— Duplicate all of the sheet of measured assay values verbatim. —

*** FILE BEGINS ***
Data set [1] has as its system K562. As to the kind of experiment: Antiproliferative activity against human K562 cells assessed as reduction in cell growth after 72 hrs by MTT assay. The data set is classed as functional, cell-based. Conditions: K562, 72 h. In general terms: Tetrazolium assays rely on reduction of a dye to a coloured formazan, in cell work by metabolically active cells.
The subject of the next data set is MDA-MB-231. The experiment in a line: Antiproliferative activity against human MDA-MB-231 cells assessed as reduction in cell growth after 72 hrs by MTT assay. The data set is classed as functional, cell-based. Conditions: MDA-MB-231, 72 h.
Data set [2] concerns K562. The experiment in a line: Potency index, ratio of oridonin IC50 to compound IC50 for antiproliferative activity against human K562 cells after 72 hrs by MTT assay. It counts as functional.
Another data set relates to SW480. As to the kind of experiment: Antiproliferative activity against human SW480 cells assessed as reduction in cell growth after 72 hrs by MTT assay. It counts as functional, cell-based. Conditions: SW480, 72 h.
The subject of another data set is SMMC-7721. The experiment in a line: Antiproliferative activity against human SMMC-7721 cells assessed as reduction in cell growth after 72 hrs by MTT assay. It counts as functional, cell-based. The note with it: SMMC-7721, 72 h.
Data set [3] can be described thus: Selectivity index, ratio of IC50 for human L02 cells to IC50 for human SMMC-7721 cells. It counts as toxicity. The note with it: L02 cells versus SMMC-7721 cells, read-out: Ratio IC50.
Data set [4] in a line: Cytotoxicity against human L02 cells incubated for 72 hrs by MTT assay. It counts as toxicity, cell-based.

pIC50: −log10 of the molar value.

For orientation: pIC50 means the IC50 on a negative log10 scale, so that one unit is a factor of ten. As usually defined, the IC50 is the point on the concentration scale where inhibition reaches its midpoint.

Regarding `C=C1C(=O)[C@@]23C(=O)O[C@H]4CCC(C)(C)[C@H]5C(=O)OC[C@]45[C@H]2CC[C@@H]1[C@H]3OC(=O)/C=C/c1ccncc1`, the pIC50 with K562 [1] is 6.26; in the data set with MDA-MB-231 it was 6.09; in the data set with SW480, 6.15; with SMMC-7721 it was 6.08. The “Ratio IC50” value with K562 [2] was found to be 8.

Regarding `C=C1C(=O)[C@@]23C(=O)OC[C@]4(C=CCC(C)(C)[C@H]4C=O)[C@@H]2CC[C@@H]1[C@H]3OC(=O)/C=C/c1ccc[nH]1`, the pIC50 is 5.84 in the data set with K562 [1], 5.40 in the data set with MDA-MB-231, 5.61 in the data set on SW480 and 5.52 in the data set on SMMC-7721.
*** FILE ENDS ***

Data set [1] has as its system K562. As to the kind of experiment: Antiproliferative activity against human K562 cells assessed as reduction in cell growth after 72 hrs by MTT assay. The data set is classed as functional, cell-based. Conditions: K562, 72 h. In general terms: Tetrazolium assays rely on reduction of a dye to a coloured formazan, in cell work by metabolically active cells.
The subject of the next data set is MDA-MB-231. The experiment in a line: Antiproliferative activity against human MDA-MB-231 cells assessed as reduction in cell growth after 72 hrs by MTT assay. The data set is classed as functional, cell-based. Conditions: MDA-MB-231, 72 h.
Data set [2] concerns K562. The experiment in a line: Potency index, ratio of oridonin IC50 to compound IC50 for antiproliferative activity against human K562 cells after 72 hrs by MTT assay. It counts as functional.
Another data set relates to SW480. As to the kind of experiment: Antiproliferative activity against human SW480 cells assessed as reduction in cell growth after 72 hrs by MTT assay. It counts as functional, cell-based. Conditions: SW480, 72 h.
The subject of another data set is SMMC-7721. The experiment in a line: Antiproliferative activity against human SMMC-7721 cells assessed as reduction in cell growth after 72 hrs by MTT assay. It counts as functional, cell-based. The note with it: SMMC-7721, 72 h.
Data set [3] can be described thus: Selectivity index, ratio of IC50 for human L02 cells to IC50 for human SMMC-7721 cells. It counts as toxicity. The note with it: L02 cells versus SMMC-7721 cells, read-out: Ratio IC50.
Data set [4] in a line: Cytotoxicity against human L02 cells incubated for 72 hrs by MTT assay. It counts as toxicity, cell-based.

pIC50: −log10 of the molar value.

For orientation: pIC50 means the IC50 on a negative log10 scale, so that one unit is a factor of ten. As usually defined, the IC50 is the point on the concentration scale where inhibition reaches its midpoint.

Regarding `C=C1C(=O)[C@@]23C(=O)O[C@H]4CCC(C)(C)[C@H]5C(=O)OC[C@]45[C@H]2CC[C@@H]1[C@H]3OC(=O)/C=C/c1ccncc1`, the pIC50 with K562 [1] is 6.26; in the data set with MDA-MB-231 it was 6.09; in the data set with SW480, 6.15; with SMMC-7721 it was 6.08. The “Ratio IC50” value with K562 [2] was found to be 8.

Regarding `C=C1C(=O)[C@@]23C(=O)OC[C@]4(C=CCC(C)(C)[C@H]4C=O)[C@@H]2CC[C@@H]1[C@H]3OC(=O)/C=C/c1ccc[nH]1`, the pIC50 is 5.84 in the data set with K562 [1], 5.40 in the data set with MDA-MB-231, 5.61 in the data set on SW480 and 5.52 in the data set on SMMC-7721.